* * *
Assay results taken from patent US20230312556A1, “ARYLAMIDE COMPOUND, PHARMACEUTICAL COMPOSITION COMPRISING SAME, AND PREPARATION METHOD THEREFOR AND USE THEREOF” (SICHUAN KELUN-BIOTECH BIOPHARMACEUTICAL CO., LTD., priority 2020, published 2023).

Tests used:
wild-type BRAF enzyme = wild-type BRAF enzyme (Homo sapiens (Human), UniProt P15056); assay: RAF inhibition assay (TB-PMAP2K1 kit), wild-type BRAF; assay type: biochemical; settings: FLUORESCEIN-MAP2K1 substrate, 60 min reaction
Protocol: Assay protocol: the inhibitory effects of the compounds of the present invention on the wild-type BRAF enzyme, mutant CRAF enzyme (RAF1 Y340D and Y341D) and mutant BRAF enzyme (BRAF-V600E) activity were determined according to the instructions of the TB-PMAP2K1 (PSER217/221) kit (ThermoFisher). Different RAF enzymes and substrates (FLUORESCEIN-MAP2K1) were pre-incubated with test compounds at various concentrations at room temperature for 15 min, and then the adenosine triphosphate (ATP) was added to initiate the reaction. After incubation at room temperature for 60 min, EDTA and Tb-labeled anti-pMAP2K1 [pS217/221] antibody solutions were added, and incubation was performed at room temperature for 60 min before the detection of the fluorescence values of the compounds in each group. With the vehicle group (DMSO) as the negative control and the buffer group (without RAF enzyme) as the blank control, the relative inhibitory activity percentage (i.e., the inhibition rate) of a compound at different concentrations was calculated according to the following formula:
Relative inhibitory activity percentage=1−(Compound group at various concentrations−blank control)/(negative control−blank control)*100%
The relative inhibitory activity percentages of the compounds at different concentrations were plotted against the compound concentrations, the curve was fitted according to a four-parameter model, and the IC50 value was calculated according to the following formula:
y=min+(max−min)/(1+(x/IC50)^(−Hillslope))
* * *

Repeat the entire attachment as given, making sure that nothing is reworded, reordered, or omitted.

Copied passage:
Assay results taken from patent US20230312556A1, “ARYLAMIDE COMPOUND, PHARMACEUTICAL COMPOSITION COMPRISING SAME, AND PREPARATION METHOD THEREFOR AND USE THEREOF” (SICHUAN KELUN-BIOTECH BIOPHARMACEUTICAL CO., LTD., priority 2020, published 2023).

Tests used:
wild-type BRAF enzyme = wild-type BRAF enzyme (Homo sapiens (Human), UniProt P15056); assay: RAF inhibition assay (TB-PMAP2K1 kit), wild-type BRAF; assay type: biochemical; settings: FLUORESCEIN-MAP2K1 substrate, 60 min reaction
Protocol: Assay protocol: the inhibitory effects of the compounds of the present invention on the wild-type BRAF enzyme, mutant CRAF enzyme (RAF1 Y340D and Y341D) and mutant BRAF enzyme (BRAF-V600E) activity were determined according to the instructions of the TB-PMAP2K1 (PSER217/221) kit (ThermoFisher). Different RAF enzymes and substrates (FLUORESCEIN-MAP2K1) were pre-incubated with test compounds at various concentrations at room temperature for 15 min, and then the adenosine triphosphate (ATP) was added to initiate the reaction. After incubation at room temperature for 60 min, EDTA and Tb-labeled anti-pMAP2K1 [pS217/221] antibody solutions were added, and incubation was performed at room temperature for 60 min before the detection of the fluorescence values of the compounds in each group. With the vehicle group (DMSO) as the negative control and the buffer group (without RAF enzyme) as the blank control, the relative inhibitory activity percentage (i.e., the inhibition rate) of a compound at different concentrations was calculated according to the following formula:
Relative inhibitory activity percentage=1−(Compound group at various concentrations−blank control)/(negative control−blank control)*100%
The relative inhibitory activity percentages of the compounds at different concentrations were plotted against the compound concentrations, the curve was fitted according to a four-parameter model, and the IC50 value was calculated according to the following formula:
y=min+(max−min)/(1+(x/IC50)^(−Hillslope))